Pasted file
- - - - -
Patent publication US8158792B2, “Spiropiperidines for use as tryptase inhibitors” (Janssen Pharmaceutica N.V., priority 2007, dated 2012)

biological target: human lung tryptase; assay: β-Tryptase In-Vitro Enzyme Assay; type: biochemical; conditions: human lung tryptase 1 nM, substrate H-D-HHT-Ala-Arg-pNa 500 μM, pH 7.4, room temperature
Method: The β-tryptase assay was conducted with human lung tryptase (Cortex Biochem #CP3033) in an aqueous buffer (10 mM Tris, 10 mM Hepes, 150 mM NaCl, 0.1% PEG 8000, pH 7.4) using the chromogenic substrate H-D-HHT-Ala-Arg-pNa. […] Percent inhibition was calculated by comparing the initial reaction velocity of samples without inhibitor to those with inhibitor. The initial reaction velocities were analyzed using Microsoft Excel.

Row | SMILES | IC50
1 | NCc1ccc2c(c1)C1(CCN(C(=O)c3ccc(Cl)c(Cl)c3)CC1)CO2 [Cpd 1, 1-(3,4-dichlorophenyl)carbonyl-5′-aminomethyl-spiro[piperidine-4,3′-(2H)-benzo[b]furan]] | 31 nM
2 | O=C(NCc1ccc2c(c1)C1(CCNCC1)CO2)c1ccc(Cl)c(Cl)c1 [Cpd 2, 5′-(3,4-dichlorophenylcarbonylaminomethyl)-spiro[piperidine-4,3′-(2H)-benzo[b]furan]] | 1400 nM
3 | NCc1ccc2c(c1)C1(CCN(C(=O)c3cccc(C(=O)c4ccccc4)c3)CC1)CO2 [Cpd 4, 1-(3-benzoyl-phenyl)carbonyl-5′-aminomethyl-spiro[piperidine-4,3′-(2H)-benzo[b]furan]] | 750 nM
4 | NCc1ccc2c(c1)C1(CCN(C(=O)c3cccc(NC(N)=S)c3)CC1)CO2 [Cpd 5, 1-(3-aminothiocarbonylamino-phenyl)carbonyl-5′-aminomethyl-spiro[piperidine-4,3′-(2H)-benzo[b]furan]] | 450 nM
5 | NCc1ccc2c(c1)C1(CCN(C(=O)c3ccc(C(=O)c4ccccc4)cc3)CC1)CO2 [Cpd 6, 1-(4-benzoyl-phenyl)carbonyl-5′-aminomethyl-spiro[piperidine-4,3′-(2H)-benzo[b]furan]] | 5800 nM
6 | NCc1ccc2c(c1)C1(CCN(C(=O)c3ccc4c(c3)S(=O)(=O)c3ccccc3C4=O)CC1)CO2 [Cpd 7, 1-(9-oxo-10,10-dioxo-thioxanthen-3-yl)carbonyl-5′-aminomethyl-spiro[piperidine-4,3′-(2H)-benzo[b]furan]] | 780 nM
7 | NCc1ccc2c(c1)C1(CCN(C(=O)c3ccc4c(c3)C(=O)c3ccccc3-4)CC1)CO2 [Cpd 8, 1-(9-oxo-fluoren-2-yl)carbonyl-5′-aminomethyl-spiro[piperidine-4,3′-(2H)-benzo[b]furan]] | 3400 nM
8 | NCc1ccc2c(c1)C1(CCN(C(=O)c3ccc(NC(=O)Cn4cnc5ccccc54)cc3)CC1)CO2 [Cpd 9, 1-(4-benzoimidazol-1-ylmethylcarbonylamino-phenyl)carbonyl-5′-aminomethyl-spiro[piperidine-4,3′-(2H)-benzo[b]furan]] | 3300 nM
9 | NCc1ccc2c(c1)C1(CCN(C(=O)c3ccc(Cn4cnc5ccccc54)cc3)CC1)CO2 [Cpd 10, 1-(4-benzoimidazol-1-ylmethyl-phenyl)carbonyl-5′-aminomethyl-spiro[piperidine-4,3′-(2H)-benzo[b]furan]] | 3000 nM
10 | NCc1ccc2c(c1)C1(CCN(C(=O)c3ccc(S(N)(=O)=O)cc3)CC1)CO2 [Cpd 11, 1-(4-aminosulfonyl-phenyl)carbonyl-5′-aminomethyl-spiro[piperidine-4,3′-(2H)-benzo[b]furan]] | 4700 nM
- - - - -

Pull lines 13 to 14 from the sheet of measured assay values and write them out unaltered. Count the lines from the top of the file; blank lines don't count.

9 | NCc1ccc2c(c1)C1(CCN(C(=O)c3ccc(Cn4cnc5ccccc54)cc3)CC1)CO2 [Cpd 10, 1-(4-benzoimidazol-1-ylmethyl-phenyl)carbonyl-5′-aminomethyl-spiro[piperidine-4,3′-(2H)-benzo[b]furan]] | 3000 nM
10 | NCc1ccc2c(c1)C1(CCN(C(=O)c3ccc(S(N)(=O)=O)cc3)CC1)CO2 [Cpd 11, 1-(4-aminosulfonyl-phenyl)carbonyl-5′-aminomethyl-spiro[piperidine-4,3′-(2H)-benzo[b]furan]] | 4700 nM